On the holidays, I received a box full of treasured memorabilia and photographs, some of it dating back to 1900 – even before. The value of this box, to me, is priceless, but it has prompted a complex process. Not only do I feel compelled to digitalize that box of memories, but I feel bound to digitalize and organize the rest of my thousands of photographs, spanning not only my life and marriage, but the lives of my five children.
I know the steps. Scan the photos, tag them, organize them in folders, back up onto a hard drive (or two) and then purge or frame the hard photos that I want to keep. That’s what a full-time organizer would tell me. Simple, huh?
Not so simple.
The problem with a process like this, is how do you digitalize, organize and back-up the emotional piece that goes alongside each memory?
My guess is that everyone will have their own way. Mine involves words: writing, blogging, posting, sharing. A year ago, I attempted this process for one of my three sons. I took the photos from his life, and made a book of them: not a photo book that you buy online, but a hand-made one, that I prepared through the use of a basic digital photography editor (it allowed me to increase the size of the hard copy photos so that I could feature them on a 12″ x 12″ page. Each page would also include carefully created words that captured the emotion of the moment. I included memorabilia, such as a background created from the card people gave me when he was born. Some of the page designs I found online in digital scrapbooking shops; some were free, other’s not. Some of the page designs simply came together naturally.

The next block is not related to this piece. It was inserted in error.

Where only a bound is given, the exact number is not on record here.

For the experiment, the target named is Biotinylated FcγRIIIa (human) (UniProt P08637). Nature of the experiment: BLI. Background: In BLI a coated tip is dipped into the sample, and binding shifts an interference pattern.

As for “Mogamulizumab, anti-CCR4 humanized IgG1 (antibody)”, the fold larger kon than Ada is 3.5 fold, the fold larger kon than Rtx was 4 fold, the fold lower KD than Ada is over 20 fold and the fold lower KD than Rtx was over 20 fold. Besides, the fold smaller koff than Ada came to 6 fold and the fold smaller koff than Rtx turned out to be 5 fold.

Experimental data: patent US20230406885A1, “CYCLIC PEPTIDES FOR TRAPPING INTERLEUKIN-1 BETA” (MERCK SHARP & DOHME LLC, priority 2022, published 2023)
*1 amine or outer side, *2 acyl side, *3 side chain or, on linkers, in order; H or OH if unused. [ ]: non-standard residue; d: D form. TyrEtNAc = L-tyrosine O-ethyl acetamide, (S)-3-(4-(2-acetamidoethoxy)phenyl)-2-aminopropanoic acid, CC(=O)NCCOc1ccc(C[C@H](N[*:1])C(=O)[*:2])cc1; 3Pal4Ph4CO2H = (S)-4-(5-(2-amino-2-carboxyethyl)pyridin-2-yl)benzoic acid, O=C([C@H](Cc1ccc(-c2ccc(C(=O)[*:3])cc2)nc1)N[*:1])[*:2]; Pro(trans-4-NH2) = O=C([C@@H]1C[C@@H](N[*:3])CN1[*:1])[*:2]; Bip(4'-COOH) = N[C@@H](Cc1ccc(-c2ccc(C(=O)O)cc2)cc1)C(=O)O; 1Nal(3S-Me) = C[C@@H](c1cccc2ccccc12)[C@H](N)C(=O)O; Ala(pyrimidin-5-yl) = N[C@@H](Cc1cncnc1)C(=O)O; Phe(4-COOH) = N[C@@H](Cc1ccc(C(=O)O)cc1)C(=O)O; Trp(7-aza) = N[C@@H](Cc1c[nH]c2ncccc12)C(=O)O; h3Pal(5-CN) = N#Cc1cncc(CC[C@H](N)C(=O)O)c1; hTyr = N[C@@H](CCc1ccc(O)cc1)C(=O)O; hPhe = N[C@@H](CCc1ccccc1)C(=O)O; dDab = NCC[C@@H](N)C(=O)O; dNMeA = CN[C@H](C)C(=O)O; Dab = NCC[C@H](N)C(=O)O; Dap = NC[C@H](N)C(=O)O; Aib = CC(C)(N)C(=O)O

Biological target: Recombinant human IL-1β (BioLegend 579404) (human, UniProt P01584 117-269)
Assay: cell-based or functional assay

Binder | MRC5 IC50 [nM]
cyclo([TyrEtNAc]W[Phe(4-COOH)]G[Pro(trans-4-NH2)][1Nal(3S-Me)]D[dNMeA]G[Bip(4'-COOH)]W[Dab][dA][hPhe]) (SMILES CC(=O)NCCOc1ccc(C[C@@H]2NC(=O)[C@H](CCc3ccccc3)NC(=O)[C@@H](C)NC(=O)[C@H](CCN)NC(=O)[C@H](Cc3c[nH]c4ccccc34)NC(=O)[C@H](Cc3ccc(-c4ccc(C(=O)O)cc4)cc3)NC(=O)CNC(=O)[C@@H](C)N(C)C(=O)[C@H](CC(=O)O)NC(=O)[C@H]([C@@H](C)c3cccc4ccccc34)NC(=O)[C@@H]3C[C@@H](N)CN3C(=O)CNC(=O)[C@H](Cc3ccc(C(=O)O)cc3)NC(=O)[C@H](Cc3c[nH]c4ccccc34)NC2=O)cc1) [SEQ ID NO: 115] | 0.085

Once I had a page done, I found a local printer that was equipped to print them out. Then I put together the book that told my son’s life.
With a new year comes the desire to make sense of the old. While you can sort and cull as much as you like to simplify your life, I find the process of creation particularly useful. It allows room for the emotional pieces that are littered with your old photos to also be given a sanctuary.